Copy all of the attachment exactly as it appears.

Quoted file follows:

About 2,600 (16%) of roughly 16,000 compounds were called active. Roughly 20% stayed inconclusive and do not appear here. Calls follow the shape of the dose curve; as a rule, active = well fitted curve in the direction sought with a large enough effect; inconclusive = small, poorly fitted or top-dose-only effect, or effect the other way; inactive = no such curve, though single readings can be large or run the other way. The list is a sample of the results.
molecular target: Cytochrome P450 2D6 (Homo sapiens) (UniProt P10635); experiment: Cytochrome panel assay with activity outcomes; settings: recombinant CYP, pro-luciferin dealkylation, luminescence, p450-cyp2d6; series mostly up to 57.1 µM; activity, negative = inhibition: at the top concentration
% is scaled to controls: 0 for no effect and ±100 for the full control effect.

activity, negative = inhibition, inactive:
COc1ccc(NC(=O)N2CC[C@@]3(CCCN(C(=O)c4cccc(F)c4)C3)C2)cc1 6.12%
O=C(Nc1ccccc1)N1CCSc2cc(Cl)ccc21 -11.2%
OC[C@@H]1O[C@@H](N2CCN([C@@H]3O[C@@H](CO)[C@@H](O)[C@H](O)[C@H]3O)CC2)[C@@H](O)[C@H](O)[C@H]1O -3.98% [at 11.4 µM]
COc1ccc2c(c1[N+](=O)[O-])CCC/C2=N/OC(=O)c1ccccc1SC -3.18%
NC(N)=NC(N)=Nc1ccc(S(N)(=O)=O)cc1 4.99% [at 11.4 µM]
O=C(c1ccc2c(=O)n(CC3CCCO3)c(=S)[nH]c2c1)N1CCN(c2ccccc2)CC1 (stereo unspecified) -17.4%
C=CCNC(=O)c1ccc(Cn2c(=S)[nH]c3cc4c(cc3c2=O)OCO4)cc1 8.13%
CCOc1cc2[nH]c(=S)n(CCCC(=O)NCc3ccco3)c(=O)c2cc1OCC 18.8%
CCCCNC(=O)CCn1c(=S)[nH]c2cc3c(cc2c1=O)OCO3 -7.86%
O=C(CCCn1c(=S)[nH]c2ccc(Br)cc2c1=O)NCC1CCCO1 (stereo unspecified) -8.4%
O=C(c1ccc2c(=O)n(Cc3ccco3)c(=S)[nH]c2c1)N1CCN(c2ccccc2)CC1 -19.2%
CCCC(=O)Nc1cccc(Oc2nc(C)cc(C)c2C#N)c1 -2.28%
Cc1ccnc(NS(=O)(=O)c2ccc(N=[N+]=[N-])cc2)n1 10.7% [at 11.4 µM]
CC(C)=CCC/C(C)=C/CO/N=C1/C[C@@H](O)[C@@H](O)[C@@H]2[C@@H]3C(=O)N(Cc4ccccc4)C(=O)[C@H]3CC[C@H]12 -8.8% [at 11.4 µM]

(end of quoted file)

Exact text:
About 2,600 (16%) of roughly 16,000 compounds were called active. Roughly 20% stayed inconclusive and do not appear here. Calls follow the shape of the dose curve; as a rule, active = well fitted curve in the direction sought with a large enough effect; inconclusive = small, poorly fitted or top-dose-only effect, or effect the other way; inactive = no such curve, though single readings can be large or run the other way. The list is a sample of the results.
molecular target: Cytochrome P450 2D6 (Homo sapiens) (UniProt P10635); experiment: Cytochrome panel assay with activity outcomes; settings: recombinant CYP, pro-luciferin dealkylation, luminescence, p450-cyp2d6; series mostly up to 57.1 µM; activity, negative = inhibition: at the top concentration
% is scaled to controls: 0 for no effect and ±100 for the full control effect.

activity, negative = inhibition, inactive:
COc1ccc(NC(=O)N2CC[C@@]3(CCCN(C(=O)c4cccc(F)c4)C3)C2)cc1 6.12%
O=C(Nc1ccccc1)N1CCSc2cc(Cl)ccc21 -11.2%
OC[C@@H]1O[C@@H](N2CCN([C@@H]3O[C@@H](CO)[C@@H](O)[C@H](O)[C@H]3O)CC2)[C@@H](O)[C@H](O)[C@H]1O -3.98% [at 11.4 µM]
COc1ccc2c(c1[N+](=O)[O-])CCC/C2=N/OC(=O)c1ccccc1SC -3.18%
NC(N)=NC(N)=Nc1ccc(S(N)(=O)=O)cc1 4.99% [at 11.4 µM]
O=C(c1ccc2c(=O)n(CC3CCCO3)c(=S)[nH]c2c1)N1CCN(c2ccccc2)CC1 (stereo unspecified) -17.4%
C=CCNC(=O)c1ccc(Cn2c(=S)[nH]c3cc4c(cc3c2=O)OCO4)cc1 8.13%
CCOc1cc2[nH]c(=S)n(CCCC(=O)NCc3ccco3)c(=O)c2cc1OCC 18.8%
CCCCNC(=O)CCn1c(=S)[nH]c2cc3c(cc2c1=O)OCO3 -7.86%
O=C(CCCn1c(=S)[nH]c2ccc(Br)cc2c1=O)NCC1CCCO1 (stereo unspecified) -8.4%
O=C(c1ccc2c(=O)n(Cc3ccco3)c(=S)[nH]c2c1)N1CCN(c2ccccc2)CC1 -19.2%
CCCC(=O)Nc1cccc(Oc2nc(C)cc(C)c2C#N)c1 -2.28%
Cc1ccnc(NS(=O)(=O)c2ccc(N=[N+]=[N-])cc2)n1 10.7% [at 11.4 µM]
CC(C)=CCC/C(C)=C/CO/N=C1/C[C@@H](O)[C@@H](O)[C@@H]2[C@@H]3C(=O)N(Cc4ccccc4)C(=O)[C@H]3CC[C@H]12 -8.8% [at 11.4 µM]